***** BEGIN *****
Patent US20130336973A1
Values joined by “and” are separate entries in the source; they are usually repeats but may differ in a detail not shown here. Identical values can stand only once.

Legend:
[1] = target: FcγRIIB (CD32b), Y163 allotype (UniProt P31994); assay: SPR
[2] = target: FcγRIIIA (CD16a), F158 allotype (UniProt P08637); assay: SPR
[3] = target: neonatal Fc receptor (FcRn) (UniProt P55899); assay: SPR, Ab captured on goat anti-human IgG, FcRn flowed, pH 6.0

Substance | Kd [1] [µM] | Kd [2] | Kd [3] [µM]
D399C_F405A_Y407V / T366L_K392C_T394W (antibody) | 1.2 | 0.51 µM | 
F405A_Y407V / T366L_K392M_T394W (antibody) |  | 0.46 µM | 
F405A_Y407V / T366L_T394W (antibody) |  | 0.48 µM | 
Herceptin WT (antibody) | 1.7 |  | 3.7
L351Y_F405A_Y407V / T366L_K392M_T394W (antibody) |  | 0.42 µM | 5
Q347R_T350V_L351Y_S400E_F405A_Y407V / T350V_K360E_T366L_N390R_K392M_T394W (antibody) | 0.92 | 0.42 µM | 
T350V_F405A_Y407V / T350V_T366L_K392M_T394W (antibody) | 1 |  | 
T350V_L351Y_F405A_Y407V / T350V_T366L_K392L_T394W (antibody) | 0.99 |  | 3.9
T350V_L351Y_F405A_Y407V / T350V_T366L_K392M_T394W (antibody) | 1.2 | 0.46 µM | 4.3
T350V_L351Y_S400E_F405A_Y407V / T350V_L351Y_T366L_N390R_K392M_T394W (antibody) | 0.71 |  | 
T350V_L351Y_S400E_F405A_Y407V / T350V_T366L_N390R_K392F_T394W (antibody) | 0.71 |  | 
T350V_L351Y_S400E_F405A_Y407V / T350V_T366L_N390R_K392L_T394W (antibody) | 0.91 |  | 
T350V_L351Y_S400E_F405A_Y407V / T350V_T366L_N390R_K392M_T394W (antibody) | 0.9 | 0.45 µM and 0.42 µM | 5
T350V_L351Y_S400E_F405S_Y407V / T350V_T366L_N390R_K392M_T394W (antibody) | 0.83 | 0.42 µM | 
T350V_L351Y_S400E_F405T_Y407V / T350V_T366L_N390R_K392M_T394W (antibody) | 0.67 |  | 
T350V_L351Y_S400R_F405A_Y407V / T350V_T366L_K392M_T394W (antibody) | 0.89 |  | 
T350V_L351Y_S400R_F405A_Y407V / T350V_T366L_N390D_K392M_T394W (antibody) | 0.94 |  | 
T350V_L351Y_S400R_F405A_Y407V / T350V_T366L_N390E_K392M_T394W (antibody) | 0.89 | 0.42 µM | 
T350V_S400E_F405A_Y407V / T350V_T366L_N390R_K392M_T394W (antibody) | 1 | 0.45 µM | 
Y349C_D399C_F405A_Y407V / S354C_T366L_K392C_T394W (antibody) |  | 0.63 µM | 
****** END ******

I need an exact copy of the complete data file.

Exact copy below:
Patent US20130336973A1
Values joined by “and” are separate entries in the source; they are usually repeats but may differ in a detail not shown here. Identical values can stand only once.

Legend:
[1] = target: FcγRIIB (CD32b), Y163 allotype (UniProt P31994); assay: SPR
[2] = target: FcγRIIIA (CD16a), F158 allotype (UniProt P08637); assay: SPR
[3] = target: neonatal Fc receptor (FcRn) (UniProt P55899); assay: SPR, Ab captured on goat anti-human IgG, FcRn flowed, pH 6.0

Substance | Kd [1] [µM] | Kd [2] | Kd [3] [µM]
D399C_F405A_Y407V / T366L_K392C_T394W (antibody) | 1.2 | 0.51 µM | 
F405A_Y407V / T366L_K392M_T394W (antibody) |  | 0.46 µM | 
F405A_Y407V / T366L_T394W (antibody) |  | 0.48 µM | 
Herceptin WT (antibody) | 1.7 |  | 3.7
L351Y_F405A_Y407V / T366L_K392M_T394W (antibody) |  | 0.42 µM | 5
Q347R_T350V_L351Y_S400E_F405A_Y407V / T350V_K360E_T366L_N390R_K392M_T394W (antibody) | 0.92 | 0.42 µM | 
T350V_F405A_Y407V / T350V_T366L_K392M_T394W (antibody) | 1 |  | 
T350V_L351Y_F405A_Y407V / T350V_T366L_K392L_T394W (antibody) | 0.99 |  | 3.9
T350V_L351Y_F405A_Y407V / T350V_T366L_K392M_T394W (antibody) | 1.2 | 0.46 µM | 4.3
T350V_L351Y_S400E_F405A_Y407V / T350V_L351Y_T366L_N390R_K392M_T394W (antibody) | 0.71 |  | 
T350V_L351Y_S400E_F405A_Y407V / T350V_T366L_N390R_K392F_T394W (antibody) | 0.71 |  | 
T350V_L351Y_S400E_F405A_Y407V / T350V_T366L_N390R_K392L_T394W (antibody) | 0.91 |  | 
T350V_L351Y_S400E_F405A_Y407V / T350V_T366L_N390R_K392M_T394W (antibody) | 0.9 | 0.45 µM and 0.42 µM | 5
T350V_L351Y_S400E_F405S_Y407V / T350V_T366L_N390R_K392M_T394W (antibody) | 0.83 | 0.42 µM | 
T350V_L351Y_S400E_F405T_Y407V / T350V_T366L_N390R_K392M_T394W (antibody) | 0.67 |  | 
T350V_L351Y_S400R_F405A_Y407V / T350V_T366L_K392M_T394W (antibody) | 0.89 |  | 
T350V_L351Y_S400R_F405A_Y407V / T350V_T366L_N390D_K392M_T394W (antibody) | 0.94 |  | 
T350V_L351Y_S400R_F405A_Y407V / T350V_T366L_N390E_K392M_T394W (antibody) | 0.89 | 0.42 µM | 
T350V_S400E_F405A_Y407V / T350V_T366L_N390R_K392M_T394W (antibody) | 1 | 0.45 µM | 
Y349C_D399C_F405A_Y407V / S354C_T366L_K392C_T394W (antibody) |  | 0.63 µM | 